Well, let me paint you the picture. Each year around the February time frame, my father would pack us four kids and Mom in the car and we would make a two-day trip from their hometown in central Mexico to Southern California. We would stay a couple of months while my parents worked as farmworkers and then move to Central California. Again we would stay a couple of months and move to Northern California. Basically following the harvest.

While at these places, we would always attend school Monday through Friday. But when the weekends and summers rolled around we were there hand-in-hand working with our parents to help with the family income.

November would roll around and we would return to Mexico with three months worth of homework in hand as we self-studied while in Mexico. February would arrive and the process would repeat itself.

Not a very conducive environment to get a good education. It was not until my second grade teacher, Ms. Young, came to our house to convince my parents to change their nomadic migrant lifestyle. This was when we finally started to call Stockton, California home and our education started to get more traction.

This time period coincided with the tail end of the Apollo era. This was of course when the United States was sending humans to the moon.

Like any 10 year old of that era, I dreamt of becoming an astronaut.

Perhaps the best thing I could have done during that time was share my dream of reaching for the stars with my father.

Upon sharing this dream, my father, who only has a 3rd grade education, took me to the kitchen table, sat me down and told me about his 5 ingredient recipe.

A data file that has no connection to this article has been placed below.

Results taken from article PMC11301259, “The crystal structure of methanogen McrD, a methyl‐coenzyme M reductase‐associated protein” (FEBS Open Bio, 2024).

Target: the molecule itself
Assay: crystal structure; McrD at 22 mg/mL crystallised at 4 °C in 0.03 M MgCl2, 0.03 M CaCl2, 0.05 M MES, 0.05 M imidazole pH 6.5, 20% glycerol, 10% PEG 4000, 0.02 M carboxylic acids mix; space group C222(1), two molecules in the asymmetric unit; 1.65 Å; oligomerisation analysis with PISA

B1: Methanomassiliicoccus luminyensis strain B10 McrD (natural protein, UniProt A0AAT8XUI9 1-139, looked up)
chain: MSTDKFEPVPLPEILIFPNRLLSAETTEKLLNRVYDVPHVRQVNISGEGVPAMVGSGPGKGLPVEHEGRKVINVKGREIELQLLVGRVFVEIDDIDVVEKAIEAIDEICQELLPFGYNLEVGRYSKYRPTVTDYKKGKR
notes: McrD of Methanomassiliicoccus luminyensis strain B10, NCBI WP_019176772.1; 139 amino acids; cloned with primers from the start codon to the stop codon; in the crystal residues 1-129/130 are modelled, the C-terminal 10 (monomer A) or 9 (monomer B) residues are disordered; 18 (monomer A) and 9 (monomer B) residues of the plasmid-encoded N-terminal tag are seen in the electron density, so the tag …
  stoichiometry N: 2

If you want to reach for the stars he said, the first ingredient is to define my goal and decide what I wanted to be when I grew up: I of course had the fresh images on my mind of the last Apollo mission, Apollo 17. I recalled the images of Gene Cernan walking on the surface of the moon, talking to mission control Houston and the newscaster, Walter Cronkite, narrating the mission. These images are what inspired me to want to become an astronaut.

If you want to reach for the stars he said, the second ingredient is to recognize how far I was from my goal: I thought about it for a while and without thinking told him that I probably couldn’t be any further away given our social-economic status. Instead of getting mad at me he gave me a smile and said: I’m glad you recognize this because….

If you want to reach for the stars he said, the third ingredient is to draw yourself a roadmap from where you are to where you want to be. This roadmap should have as much detail as possible and will serve as your guide throughout life.

If you want to reach for the stars he said, the fourth ingredient he is to prepare yourself with the appropriate level of education. He went on the say that there was no substitute for a good education.